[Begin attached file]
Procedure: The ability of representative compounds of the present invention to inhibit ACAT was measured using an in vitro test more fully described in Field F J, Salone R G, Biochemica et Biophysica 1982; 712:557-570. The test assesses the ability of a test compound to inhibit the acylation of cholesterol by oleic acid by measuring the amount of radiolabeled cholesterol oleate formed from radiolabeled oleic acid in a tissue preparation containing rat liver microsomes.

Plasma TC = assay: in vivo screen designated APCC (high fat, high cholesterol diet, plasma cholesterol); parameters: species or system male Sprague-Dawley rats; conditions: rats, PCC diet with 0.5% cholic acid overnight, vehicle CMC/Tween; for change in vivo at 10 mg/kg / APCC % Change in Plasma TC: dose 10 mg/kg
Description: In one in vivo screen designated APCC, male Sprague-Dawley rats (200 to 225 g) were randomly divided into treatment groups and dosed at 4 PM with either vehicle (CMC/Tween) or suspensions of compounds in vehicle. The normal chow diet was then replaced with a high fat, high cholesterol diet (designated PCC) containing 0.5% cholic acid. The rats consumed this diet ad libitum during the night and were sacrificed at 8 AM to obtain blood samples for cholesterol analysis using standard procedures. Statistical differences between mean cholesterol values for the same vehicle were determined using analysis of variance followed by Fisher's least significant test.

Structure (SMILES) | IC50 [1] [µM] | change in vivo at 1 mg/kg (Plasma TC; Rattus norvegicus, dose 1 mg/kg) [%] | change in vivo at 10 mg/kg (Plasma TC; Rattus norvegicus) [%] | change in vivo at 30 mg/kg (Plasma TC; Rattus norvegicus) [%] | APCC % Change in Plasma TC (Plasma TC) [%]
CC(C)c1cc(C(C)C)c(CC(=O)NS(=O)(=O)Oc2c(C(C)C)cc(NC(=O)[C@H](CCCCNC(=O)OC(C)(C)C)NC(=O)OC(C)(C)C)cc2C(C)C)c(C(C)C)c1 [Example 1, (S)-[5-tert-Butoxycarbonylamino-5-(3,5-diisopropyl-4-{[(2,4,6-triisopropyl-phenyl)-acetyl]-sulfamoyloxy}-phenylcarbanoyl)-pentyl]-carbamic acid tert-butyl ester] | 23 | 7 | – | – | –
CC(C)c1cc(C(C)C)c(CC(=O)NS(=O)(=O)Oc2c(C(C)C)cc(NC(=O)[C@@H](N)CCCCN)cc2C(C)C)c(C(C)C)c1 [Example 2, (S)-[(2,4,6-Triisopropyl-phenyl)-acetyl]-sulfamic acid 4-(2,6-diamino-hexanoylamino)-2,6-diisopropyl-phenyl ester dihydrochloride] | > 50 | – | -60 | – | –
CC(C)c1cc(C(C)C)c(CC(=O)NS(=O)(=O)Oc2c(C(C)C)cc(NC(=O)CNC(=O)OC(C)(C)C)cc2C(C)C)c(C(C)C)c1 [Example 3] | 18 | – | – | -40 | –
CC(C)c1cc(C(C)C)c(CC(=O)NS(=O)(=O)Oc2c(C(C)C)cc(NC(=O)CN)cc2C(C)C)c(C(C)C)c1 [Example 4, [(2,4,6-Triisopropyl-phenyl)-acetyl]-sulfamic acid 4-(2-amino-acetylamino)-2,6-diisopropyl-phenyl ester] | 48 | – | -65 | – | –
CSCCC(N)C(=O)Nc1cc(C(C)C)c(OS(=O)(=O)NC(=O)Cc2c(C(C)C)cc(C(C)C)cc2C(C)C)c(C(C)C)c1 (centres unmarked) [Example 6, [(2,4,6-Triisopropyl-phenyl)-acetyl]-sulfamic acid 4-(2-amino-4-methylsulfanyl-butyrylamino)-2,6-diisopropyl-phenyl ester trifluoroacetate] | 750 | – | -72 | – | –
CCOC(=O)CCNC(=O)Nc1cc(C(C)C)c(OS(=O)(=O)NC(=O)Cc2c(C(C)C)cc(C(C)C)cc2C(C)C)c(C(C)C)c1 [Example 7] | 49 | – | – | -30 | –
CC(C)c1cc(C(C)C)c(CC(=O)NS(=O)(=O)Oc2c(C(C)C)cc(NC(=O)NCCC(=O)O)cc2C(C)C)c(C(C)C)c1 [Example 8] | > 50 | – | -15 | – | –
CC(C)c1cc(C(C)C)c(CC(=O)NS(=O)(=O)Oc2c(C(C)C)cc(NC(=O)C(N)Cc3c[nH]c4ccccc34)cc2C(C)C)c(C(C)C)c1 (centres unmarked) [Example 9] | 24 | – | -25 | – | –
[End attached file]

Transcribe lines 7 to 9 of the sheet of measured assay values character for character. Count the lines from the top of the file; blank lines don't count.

CC(C)c1cc(C(C)C)c(CC(=O)NS(=O)(=O)Oc2c(C(C)C)cc(NC(=O)CNC(=O)OC(C)(C)C)cc2C(C)C)c(C(C)C)c1 [Example 3] | 18 | – | – | -40 | –
CC(C)c1cc(C(C)C)c(CC(=O)NS(=O)(=O)Oc2c(C(C)C)cc(NC(=O)CN)cc2C(C)C)c(C(C)C)c1 [Example 4, [(2,4,6-Triisopropyl-phenyl)-acetyl]-sulfamic acid 4-(2-amino-acetylamino)-2,6-diisopropyl-phenyl ester] | 48 | – | -65 | – | –
CSCCC(N)C(=O)Nc1cc(C(C)C)c(OS(=O)(=O)NC(=O)Cc2c(C(C)C)cc(C(C)C)cc2C(C)C)c(C(C)C)c1 (centres unmarked) [Example 6, [(2,4,6-Triisopropyl-phenyl)-acetyl]-sulfamic acid 4-(2-amino-4-methylsulfanyl-butyrylamino)-2,6-diisopropyl-phenyl ester trifluoroacetate] | 750 | – | -72 | – | –